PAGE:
Darwin Meets Einstein

Recently Frans W. Saris sent me some excerpts from his book, Darwin Meets Einstein: On the Meaning of Science, (Saris, 2009) published by Amsterdam University Press. Frans Saris is atomic and nuclear physicist and science writer in the Netherlands, and has contributed to the Dutch literary journal 'De Gids'. From 1972 - 1980 he worked part time at the Chalk River Nuclear Labs in Ontario Canada; and was Chairman of the board on the Energy-research Center of the Netherlands (ECN) 1996 - 2002. Saris is a great story-teller, and his experiences and insights into the nuclear energy industry chart the ethical dilemmas and curious friendships between people in industry, academia and activism which help us to understand the subtleties of the cultures of behaviour around the nuclear.

"Suddenly the alarm went off. Everybody froze and looked at the red blinking lights above the gates. Two officers in white uniforms walked past the crowd towards Roger, who stood somewhat silly under the lights. With their detectors they skimmed his clothes and took him inside. The lights went off and at ease we shuffled through the gates. In the bus I heard this was not the first time Roger had made the alarm go off. The health surveyors already had taken him apart earlier. He had had to take his clothes off layer after layer, but no radiation was detected on his clothes or on his hands. Yet the alarm went off as soon as he stepped in front of the monitor. So he also had to take off his underwear and give it to them, but again no radiation was detected. When he stood naked in front of the health surveyors and they skimmed the detector over his body it turned out his penis was contaminated with radioactivity. Roger worked in the plutonium laboratory at the institute where I worked as a young postdoc. He was world-famous for his knowledge and notorious for his negligence. At the end of the day before he left the lab he had not washed his hands and had not monitored them. Apparently he went to the toilet with radioactive contamination on his hands. After he urinated he did wash his hands, but in the meantime his penis was already contaminated. This goes to show that nuclear scientists must wash their hands before and after they go to the toilet."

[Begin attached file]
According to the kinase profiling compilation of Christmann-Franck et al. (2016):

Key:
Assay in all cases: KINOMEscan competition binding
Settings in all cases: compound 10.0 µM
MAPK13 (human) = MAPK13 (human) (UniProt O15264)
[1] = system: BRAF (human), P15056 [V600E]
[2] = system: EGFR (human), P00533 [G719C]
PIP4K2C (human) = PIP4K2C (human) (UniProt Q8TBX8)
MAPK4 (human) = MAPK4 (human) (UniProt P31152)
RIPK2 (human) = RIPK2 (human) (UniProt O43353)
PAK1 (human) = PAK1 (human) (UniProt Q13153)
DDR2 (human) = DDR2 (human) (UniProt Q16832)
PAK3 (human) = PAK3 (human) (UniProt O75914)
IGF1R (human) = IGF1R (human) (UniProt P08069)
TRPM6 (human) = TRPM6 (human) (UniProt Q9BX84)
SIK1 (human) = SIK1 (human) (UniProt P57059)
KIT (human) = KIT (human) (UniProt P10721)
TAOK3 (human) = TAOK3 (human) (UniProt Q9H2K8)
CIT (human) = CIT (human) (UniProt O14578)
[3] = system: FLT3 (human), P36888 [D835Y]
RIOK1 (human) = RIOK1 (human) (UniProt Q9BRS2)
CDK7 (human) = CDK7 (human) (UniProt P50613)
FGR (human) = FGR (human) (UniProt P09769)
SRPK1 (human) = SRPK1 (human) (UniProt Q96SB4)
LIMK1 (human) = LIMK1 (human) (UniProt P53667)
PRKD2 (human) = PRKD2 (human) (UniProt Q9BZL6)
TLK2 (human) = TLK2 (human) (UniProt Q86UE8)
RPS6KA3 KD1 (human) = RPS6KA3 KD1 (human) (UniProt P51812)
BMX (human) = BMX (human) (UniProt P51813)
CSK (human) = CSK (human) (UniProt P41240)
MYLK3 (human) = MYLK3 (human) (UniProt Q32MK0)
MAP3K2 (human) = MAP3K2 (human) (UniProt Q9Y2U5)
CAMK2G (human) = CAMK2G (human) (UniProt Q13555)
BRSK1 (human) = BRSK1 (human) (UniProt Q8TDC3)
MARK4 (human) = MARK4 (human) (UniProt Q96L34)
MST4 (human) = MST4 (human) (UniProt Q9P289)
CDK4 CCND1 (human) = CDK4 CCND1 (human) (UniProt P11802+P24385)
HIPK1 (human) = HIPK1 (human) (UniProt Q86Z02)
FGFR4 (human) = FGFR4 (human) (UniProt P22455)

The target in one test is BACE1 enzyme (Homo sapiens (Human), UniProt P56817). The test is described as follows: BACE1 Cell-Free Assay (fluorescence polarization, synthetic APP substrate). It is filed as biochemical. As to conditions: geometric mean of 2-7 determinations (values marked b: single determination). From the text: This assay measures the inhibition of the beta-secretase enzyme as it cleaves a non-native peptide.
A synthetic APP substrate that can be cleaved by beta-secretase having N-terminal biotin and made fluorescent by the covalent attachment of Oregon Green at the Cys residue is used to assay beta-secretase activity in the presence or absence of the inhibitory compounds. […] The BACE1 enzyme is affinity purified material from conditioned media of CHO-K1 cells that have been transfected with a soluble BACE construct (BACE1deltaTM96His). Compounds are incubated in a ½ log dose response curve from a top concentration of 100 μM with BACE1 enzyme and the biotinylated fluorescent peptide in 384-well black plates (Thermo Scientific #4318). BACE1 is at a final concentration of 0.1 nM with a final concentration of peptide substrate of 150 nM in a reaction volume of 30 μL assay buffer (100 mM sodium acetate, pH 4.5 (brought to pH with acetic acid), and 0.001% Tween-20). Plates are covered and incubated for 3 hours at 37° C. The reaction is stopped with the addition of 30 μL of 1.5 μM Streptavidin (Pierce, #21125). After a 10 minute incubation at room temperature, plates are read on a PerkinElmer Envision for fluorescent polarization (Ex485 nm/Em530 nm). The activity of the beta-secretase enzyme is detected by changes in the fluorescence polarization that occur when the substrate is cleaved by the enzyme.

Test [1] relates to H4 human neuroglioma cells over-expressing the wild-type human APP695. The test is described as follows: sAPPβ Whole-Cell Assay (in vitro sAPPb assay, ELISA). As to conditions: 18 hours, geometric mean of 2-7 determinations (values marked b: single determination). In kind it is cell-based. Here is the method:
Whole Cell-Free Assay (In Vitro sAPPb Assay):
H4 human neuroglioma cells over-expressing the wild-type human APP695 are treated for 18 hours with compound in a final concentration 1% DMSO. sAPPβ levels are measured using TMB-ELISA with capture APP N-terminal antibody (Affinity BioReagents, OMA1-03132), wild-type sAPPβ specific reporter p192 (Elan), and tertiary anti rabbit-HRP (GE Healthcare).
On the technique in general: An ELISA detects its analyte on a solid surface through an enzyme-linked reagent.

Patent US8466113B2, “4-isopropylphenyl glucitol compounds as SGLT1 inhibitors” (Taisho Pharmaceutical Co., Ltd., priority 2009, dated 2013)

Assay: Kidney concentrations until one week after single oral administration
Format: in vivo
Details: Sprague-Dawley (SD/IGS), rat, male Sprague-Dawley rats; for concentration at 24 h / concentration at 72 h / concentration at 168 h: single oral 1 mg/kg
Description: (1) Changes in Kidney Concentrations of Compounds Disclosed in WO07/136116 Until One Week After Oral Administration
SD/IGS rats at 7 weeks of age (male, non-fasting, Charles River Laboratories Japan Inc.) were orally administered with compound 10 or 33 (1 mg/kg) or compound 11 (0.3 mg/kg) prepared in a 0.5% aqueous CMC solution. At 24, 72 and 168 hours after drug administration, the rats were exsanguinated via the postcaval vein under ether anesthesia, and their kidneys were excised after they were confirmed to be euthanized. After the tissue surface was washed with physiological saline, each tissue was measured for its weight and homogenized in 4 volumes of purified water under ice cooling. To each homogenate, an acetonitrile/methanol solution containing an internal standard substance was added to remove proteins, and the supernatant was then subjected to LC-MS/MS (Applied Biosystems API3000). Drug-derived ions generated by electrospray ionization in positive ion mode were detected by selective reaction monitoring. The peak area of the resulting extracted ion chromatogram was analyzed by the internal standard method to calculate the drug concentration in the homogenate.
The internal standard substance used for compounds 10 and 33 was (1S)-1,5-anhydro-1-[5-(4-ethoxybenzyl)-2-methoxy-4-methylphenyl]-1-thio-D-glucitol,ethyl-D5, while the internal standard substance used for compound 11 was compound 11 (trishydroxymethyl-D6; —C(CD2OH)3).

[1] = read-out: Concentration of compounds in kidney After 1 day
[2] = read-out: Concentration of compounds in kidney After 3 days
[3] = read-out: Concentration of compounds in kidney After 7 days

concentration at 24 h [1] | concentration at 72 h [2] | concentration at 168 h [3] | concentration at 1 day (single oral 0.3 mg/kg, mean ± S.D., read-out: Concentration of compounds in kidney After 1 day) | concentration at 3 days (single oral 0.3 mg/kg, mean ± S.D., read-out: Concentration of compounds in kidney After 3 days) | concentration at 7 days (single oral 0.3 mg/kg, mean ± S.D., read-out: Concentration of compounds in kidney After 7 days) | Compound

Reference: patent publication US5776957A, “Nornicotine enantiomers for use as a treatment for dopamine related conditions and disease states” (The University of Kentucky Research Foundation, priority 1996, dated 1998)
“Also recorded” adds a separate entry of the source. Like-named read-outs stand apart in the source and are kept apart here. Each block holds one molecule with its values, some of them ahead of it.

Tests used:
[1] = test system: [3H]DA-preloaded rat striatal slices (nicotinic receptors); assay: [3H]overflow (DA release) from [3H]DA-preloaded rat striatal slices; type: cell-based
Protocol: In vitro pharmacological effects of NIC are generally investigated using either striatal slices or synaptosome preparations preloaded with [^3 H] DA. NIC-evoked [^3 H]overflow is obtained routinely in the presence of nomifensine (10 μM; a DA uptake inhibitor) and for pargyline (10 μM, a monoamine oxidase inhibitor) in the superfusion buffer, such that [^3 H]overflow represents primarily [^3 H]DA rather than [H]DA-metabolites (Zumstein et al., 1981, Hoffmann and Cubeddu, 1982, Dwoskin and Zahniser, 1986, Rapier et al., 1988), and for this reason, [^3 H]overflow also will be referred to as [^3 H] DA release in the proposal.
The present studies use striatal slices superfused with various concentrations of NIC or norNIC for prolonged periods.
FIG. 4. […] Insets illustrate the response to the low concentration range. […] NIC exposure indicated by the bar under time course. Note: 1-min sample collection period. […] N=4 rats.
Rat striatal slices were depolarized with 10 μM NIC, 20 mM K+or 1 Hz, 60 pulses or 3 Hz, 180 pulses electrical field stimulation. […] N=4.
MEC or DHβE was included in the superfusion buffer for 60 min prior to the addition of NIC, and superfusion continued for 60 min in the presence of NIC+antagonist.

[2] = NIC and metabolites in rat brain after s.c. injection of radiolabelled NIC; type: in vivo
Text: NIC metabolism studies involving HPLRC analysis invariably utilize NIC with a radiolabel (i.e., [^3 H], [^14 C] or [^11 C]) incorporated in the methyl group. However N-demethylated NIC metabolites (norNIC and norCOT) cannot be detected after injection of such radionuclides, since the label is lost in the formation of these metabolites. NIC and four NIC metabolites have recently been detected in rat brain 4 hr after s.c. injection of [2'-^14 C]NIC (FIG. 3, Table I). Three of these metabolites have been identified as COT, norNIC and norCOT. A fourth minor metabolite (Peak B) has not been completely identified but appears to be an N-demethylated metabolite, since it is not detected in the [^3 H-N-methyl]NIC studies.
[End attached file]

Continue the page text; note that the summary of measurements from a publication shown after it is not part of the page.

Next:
(Saris, 2009, p55)

Jaap was right